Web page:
George Cram drew this Diagram of the Principal High Buildings of the Old World in 1897. The obelisk at the back of the picture is the Washington Memorial which perhaps hardly qualifies as 'Old World' - but fair enough, as Cram was based in Chicago we can allow the poetic licence. The colourblocking indicates the material used, with stone as the light yellow and gold as the more intense, darker yellow tone. Pink is granite, although why the Pantheon is classified as granite is anyone's guess. On the right hand side, the central transept of the Crystal Palace looms large, so large in fact that it could clearly contain the dome of the Pantheon. The comparison between St Peter's (Rome) and St Paul's (London) in the centre of the image is also striking, with the London dome looking significantly smaller than its Vatican counterpart. However, the real comparison should be between St. Peter's and Brunelleschi's dome - which, on the right hand side, is just as large but less squat, although its total height is considerably less due to the high drum of St. Peter's. And, on the other hand, St. Paul's is larger and wider than the dome of the Paris Ste Genevieve appearing here on its immediate right; the French dome is a copy of the British original squeezed almost to lantern-like proportions. But perhaps the nicest thing about this drawing is the way Cram, well, crams an array of Gothic cathedrals in the background, making only their spires peek out of the profile of the pyramids. The result here is way more than the sum of the parts and to be honest rather than a diagram we should properly call this a capriccio.
Viollet Le Duc restored this donjon in the mid-1800s - the original dated back, probably, to the reign of Enguerrand VII at the end of the 1300s. Viollet made it popular (and accessible) although his method might, today, be frowned upon - in any case, we owe to him this delightful set of plans and section. The massive base of the tower gives way to a filigree of gothic arches towards the top, It is a weird hybrid of Scottish castle and French cathedral which, tectonically, makes perfect sense.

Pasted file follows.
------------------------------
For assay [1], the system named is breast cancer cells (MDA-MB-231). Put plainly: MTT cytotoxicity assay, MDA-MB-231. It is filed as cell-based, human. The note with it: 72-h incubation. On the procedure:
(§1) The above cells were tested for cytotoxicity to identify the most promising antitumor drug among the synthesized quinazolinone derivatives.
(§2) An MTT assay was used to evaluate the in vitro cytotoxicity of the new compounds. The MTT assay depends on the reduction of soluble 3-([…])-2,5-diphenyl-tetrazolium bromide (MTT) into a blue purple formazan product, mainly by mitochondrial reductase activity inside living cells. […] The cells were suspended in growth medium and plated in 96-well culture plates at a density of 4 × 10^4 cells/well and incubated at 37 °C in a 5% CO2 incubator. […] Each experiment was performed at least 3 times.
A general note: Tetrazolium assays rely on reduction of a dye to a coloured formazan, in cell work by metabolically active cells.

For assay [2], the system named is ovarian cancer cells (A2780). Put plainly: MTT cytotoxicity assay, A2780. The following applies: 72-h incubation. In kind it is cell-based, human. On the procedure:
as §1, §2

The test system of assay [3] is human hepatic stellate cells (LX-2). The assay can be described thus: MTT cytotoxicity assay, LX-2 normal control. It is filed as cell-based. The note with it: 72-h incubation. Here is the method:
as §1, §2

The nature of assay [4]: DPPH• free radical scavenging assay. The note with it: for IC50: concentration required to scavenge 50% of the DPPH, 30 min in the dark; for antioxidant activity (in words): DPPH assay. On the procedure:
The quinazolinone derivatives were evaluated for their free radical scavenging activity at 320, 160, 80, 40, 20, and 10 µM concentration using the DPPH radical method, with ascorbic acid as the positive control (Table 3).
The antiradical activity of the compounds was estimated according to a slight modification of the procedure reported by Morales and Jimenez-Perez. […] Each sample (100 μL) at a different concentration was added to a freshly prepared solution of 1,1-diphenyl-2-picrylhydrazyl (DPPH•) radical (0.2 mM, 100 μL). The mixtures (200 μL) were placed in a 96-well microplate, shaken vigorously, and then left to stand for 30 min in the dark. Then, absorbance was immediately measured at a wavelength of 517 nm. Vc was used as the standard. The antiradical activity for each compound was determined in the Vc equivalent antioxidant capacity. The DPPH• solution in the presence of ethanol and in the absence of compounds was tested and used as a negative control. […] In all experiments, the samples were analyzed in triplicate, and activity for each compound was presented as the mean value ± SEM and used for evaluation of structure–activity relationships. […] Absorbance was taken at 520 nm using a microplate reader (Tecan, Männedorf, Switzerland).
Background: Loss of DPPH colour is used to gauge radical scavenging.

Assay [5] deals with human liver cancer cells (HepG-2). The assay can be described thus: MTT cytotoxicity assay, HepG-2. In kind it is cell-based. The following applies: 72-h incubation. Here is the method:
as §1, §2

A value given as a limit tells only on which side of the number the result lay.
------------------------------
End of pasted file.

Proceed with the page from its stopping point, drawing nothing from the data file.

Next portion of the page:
The tower was destroyed by the German army during the first World War, in 1917. It took 28 tons of cheddite to blow it up for no better reason than they could just do it and that it would shock people. People were suitably shocked and declared the ruins a monument against barbarism. 99 years afterwards, the story is forgotten, and we still act surprised when we hear that cultural heritage has been destroyed as act of warfare. In fact there's nothing new about it. The Chateau de Coucy has become another cute picture on Pinterest, filed under 'poche plan', 'thick walls', or 'quirky old buildings' - right where one day we'll find all the contemporary acts of destruction that might, one day, be forgotten.
I am not sure if this is a sour story, or if it is sweet - as architecture, form, and beauty did prevail after all.
The Tower of the Winds is a timepiece in the form of a building. Vitruvius names Andronicus of Cyrrhus, an expert of astronomy hailing from Macedonia, as its author. Andronicus is recorded as the author of other sundials, including that of the Sanctuary of Poseidon on the island of Tinos, and is probably an actual historical figure who doubled here as architect and technical consultant. Varro writes about the tower around 50 BCE but it is not clear when exactly it had been completed; if it dated to that period, it would mean it belonged to the building programme of the new Roman colonial agora. If we have to agree with Hermann Kienast, who places it about a century earlier, it would have, interestingly, predated the Roman project. All authors however agree on its purpose; the Tower worked as sundial and was topped by a triton-shaped weather vane. Its octagonal plan is a reference to the eight main winds embodied by wind-gods in Greek mythology. The building still stands, but as it has been reused for different purposes in the last 2000 years, it is impossible to reconstruct its original interior and the waterclock that occupied it. In The Antiquities of Athens (1762) the section shows an empty, rather blank space, and only in the plan we see a hint of the machines that would have occupied it originally. It is indeed thanks to this book that the Tower became a popular example of classical architecture; until then, most architects based themselves on Italian examples. John Stuart and Nicholas Revett were the first to publish an extensive report on Greek ruins and the pages they dedicated to the Tower are still compelling today for their clean graphics and fascinating subject matter.